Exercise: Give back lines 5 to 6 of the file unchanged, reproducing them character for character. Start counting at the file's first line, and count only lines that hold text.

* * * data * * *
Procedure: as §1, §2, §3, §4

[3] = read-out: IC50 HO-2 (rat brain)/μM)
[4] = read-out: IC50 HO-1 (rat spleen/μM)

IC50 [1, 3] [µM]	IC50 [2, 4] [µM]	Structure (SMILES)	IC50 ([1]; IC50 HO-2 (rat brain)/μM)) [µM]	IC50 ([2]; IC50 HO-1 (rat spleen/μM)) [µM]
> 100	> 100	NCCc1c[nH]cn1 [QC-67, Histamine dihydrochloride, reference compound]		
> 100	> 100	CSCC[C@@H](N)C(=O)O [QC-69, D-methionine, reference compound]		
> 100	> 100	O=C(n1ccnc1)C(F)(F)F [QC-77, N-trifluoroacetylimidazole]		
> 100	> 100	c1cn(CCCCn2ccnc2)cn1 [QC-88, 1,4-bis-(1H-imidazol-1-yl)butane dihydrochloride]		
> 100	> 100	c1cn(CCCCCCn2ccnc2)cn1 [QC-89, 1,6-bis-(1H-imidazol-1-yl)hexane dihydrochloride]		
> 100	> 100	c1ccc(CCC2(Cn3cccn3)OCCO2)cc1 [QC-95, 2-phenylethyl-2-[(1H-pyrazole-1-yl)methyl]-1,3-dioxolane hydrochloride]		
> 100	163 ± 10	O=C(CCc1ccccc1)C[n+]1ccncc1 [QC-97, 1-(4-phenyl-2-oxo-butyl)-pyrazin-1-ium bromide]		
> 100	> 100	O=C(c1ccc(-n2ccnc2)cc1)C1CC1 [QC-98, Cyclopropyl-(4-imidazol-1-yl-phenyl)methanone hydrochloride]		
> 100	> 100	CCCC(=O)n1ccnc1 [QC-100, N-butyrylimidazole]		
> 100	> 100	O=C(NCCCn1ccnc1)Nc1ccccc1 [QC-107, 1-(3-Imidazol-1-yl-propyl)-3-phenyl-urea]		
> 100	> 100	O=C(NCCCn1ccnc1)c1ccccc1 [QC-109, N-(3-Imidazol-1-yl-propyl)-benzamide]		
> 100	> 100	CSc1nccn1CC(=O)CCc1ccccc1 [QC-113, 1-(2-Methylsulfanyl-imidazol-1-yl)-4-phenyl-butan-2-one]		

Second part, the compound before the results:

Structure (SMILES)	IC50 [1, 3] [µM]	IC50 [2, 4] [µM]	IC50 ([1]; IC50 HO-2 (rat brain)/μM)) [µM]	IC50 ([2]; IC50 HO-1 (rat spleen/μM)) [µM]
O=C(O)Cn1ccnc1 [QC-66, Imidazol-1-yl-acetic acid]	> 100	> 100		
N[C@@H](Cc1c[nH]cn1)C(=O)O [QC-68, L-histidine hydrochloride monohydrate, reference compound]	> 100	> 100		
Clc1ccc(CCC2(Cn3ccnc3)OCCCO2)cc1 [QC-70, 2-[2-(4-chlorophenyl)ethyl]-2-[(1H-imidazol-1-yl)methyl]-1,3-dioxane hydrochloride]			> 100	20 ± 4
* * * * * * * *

> 100	> 100	NCCc1c[nH]cn1 [QC-67, Histamine dihydrochloride, reference compound]		
> 100	> 100	CSCC[C@@H](N)C(=O)O [QC-69, D-methionine, reference compound]		